2. I don't know whether or not it's an untapped market, but it's definitely a niche one. If you asked a developer who wasn't making games for this audience why they weren't making programming games, I think they'd just laugh at the question. Why would you start?!
  3. Now that Infinifactory is "released" for the PC we've switched our attention to finishing up TIS-100 and possibly some console-related work for Infinifactory.
  4. Make games, unfortunately. Where do you think TIS-100 came from?

fauxmosexual12 karma

You created a game which directly inspired Minecraft, the breakout indie hit. I don't think it's an exaggeration to say that without your work, Minecraft would never have happened and Notch wouldn't be a literal billionaire right now. Do you have any regrets or resentment about missing that boat? Have you have any kind of relationship with Notch?

krispykrem17 karma

I don't think I missed any metaphorical nautical vessels because I never would have made a game about tree punching and crafting systems; I lacked the genre awareness of games like Wurm Online that Notch had.

Amusingly enough, I've never actually met Notch before! We've interacted on Twitter a little since the sale to Microsoft, but that's basically the limit (he was a big Infinifactory fan). I invited him to the Infiniminer party at GDC a year ago, but since we deliberately scheduled it opposite the Minecraft party he understandably couldn't make it.

sapthedog12 karma

Every puzzle in your game is incredibly clever. How do you make puzzles?

krispykrem32 karma

My standard approach is to design something that looks interesting to solve, often drawing from the game world for inspiration (like manufacturing things the aliens would need in Infinifactory). This, combined with the set of emergent tools we give the player, creates the incredibly open-ended puzzles that our games are famous (infamous?) for.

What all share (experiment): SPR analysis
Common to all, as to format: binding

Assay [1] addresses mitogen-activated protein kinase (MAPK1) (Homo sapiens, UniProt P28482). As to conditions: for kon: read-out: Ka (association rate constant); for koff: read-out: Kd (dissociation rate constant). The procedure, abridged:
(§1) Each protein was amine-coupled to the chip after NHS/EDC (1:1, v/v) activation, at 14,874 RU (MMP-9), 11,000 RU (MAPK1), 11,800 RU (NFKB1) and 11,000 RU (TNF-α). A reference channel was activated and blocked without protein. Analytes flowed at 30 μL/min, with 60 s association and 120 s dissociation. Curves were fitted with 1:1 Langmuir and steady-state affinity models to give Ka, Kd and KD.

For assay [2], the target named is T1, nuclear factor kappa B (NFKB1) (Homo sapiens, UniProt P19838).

It has a fun side effect, which is that I've created puzzles that I've never solved in almost every game I've worked on. This includes the last level of SpaceChem and the entire last set of puzzles in Infinifactory. How do we know that they're solvable? That's what metrics are for!

hepcecob3 karma

When you say the last level of SpaceChem, do you mean the expansion?

krispykrem7 karma

No, the final battle of the main campaign. I think it's called "End of the Line".

Kalamar3 karma

What do you mean by "that's what metrics are for"?

Given the time I spent on some levels of Spacechem, I always wondered how the design process went, and how you made sure there was a way to solve them (especially when you say that you've never solved some of them... how could you make sure there was a way to go past them before making them available, then?)

krispykrem4 karma

You're exactly right - we don't. We release them, and then if people can solve them it means they're solvable!

vzq11 karma

What are the odds of seeing a new ruckingenur installment? Do you accept bribes? ;)

krispykrem12 karma

Ruckingenur is one of those games that I'd love to revisit but probably never will because it's just so niche! It's also an extremely difficult game to make content for, as each puzzle needs to be a fully designed system.